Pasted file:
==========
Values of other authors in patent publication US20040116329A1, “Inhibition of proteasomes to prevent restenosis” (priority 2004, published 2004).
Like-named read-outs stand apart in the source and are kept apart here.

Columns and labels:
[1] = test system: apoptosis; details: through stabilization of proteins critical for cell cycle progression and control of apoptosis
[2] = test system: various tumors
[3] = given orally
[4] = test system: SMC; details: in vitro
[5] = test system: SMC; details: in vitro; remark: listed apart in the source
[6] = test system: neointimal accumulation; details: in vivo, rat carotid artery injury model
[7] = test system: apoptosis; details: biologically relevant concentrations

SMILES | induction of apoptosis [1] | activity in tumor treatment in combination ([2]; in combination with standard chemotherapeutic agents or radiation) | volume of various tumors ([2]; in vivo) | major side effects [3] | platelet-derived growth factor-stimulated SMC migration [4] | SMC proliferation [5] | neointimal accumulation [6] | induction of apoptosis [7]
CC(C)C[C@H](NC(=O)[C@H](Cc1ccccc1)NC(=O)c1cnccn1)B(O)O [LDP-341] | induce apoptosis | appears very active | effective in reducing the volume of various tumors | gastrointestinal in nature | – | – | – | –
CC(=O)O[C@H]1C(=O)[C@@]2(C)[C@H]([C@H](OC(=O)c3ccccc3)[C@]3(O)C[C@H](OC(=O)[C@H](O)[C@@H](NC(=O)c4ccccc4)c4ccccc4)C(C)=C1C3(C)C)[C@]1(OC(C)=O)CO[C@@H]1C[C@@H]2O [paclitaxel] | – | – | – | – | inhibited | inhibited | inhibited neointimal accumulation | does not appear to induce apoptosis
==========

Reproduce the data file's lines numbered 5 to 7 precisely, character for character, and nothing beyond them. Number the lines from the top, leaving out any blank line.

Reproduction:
[2] = test system: various tumors
[3] = given orally
[4] = test system: SMC; details: in vitro